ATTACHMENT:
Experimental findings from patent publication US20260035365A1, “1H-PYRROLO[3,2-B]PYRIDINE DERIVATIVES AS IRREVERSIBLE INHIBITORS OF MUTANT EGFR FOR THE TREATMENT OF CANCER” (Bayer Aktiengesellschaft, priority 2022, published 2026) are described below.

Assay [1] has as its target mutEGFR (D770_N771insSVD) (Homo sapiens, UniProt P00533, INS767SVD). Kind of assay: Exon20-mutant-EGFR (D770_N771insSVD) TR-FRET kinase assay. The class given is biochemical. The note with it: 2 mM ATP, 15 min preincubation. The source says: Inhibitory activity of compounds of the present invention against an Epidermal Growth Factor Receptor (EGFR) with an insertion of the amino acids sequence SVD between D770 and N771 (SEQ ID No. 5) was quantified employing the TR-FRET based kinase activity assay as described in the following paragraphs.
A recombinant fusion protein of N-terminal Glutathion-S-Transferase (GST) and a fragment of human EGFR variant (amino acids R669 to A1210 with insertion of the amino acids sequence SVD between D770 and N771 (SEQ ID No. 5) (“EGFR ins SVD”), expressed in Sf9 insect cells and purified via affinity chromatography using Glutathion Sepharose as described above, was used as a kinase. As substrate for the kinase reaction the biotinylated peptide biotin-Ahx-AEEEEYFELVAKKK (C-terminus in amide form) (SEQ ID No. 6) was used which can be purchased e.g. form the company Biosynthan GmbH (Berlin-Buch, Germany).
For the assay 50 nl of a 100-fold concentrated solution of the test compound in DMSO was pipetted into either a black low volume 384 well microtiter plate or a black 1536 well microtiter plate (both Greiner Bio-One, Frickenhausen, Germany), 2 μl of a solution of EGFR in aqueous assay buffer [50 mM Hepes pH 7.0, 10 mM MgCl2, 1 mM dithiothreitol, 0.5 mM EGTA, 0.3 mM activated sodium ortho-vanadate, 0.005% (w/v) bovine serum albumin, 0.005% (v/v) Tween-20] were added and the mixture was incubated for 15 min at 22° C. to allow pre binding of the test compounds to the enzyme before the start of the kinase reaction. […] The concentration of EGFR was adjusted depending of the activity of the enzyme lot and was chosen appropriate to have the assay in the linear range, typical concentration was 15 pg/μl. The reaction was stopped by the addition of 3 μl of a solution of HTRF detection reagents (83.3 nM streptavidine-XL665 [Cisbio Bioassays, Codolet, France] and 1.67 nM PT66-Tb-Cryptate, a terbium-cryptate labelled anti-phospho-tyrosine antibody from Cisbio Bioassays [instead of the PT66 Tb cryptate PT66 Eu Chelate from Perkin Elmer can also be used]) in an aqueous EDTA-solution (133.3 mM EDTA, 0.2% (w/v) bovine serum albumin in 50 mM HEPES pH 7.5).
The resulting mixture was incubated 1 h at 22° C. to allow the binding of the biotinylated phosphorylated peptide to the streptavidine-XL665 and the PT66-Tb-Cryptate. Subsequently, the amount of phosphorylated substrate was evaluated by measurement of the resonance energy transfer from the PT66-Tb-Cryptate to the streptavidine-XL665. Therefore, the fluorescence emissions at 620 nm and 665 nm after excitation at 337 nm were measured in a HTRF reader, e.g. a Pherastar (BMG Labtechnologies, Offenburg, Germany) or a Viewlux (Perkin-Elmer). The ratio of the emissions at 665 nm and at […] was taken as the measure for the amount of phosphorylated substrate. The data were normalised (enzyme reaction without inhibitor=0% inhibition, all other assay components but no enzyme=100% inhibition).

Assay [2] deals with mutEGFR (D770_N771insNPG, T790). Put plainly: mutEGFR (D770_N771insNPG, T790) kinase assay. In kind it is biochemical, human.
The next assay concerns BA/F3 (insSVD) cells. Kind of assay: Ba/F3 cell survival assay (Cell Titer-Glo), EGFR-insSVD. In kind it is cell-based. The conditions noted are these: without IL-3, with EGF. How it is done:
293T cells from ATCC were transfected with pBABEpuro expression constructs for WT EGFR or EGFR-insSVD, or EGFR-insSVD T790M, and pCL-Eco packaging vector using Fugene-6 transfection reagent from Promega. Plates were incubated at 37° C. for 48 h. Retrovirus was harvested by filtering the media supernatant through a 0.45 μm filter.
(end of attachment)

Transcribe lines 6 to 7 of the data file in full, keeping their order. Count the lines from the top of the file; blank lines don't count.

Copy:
Assay [2] deals with mutEGFR (D770_N771insNPG, T790). Put plainly: mutEGFR (D770_N771insNPG, T790) kinase assay. In kind it is biochemical, human.
The next assay concerns BA/F3 (insSVD) cells. Kind of assay: Ba/F3 cell survival assay (Cell Titer-Glo), EGFR-insSVD. In kind it is cell-based. The conditions noted are these: without IL-3, with EGF. How it is done: